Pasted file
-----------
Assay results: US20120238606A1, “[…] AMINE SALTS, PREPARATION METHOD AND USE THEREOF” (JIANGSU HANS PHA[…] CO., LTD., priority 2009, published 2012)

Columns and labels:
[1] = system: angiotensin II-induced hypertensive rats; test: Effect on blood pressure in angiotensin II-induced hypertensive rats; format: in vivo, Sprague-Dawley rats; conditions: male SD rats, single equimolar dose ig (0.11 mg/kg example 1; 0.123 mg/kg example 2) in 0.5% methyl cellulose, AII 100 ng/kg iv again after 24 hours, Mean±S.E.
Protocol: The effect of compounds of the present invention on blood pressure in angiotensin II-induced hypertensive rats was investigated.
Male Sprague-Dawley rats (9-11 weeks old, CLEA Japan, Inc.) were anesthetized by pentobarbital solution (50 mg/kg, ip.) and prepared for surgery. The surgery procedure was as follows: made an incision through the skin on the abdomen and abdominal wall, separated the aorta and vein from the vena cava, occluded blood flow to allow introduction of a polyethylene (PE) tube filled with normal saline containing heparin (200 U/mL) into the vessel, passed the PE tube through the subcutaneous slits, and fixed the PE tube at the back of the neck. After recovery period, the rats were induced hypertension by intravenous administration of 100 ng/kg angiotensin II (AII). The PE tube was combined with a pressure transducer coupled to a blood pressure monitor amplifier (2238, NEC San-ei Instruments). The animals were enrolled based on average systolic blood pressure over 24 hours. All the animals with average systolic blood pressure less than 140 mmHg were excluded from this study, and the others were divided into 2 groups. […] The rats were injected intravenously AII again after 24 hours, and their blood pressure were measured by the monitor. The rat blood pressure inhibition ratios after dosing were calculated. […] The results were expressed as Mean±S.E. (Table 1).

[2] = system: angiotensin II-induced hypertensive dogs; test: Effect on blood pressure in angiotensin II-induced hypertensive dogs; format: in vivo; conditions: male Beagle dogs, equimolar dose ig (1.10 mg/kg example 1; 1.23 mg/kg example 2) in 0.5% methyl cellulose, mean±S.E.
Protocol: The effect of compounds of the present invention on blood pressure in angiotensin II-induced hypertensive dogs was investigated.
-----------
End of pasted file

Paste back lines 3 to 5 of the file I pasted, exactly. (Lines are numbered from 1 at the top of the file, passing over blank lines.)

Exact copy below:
[1] = system: angiotensin II-induced hypertensive rats; test: Effect on blood pressure in angiotensin II-induced hypertensive rats; format: in vivo, Sprague-Dawley rats; conditions: male SD rats, single equimolar dose ig (0.11 mg/kg example 1; 0.123 mg/kg example 2) in 0.5% methyl cellulose, AII 100 ng/kg iv again after 24 hours, Mean±S.E.
Protocol: The effect of compounds of the present invention on blood pressure in angiotensin II-induced hypertensive rats was investigated.
Male Sprague-Dawley rats (9-11 weeks old, CLEA Japan, Inc.) were anesthetized by pentobarbital solution (50 mg/kg, ip.) and prepared for surgery. The surgery procedure was as follows: made an incision through the skin on the abdomen and abdominal wall, separated the aorta and vein from the vena cava, occluded blood flow to allow introduction of a polyethylene (PE) tube filled with normal saline containing heparin (200 U/mL) into the vessel, passed the PE tube through the subcutaneous slits, and fixed the PE tube at the back of the neck. After recovery period, the rats were induced hypertension by intravenous administration of 100 ng/kg angiotensin II (AII). The PE tube was combined with a pressure transducer coupled to a blood pressure monitor amplifier (2238, NEC San-ei Instruments). The animals were enrolled based on average systolic blood pressure over 24 hours. All the animals with average systolic blood pressure less than 140 mmHg were excluded from this study, and the others were divided into 2 groups. […] The rats were injected intravenously AII again after 24 hours, and their blood pressure were measured by the monitor. The rat blood pressure inhibition ratios after dosing were calculated. […] The results were expressed as Mean±S.E. (Table 1).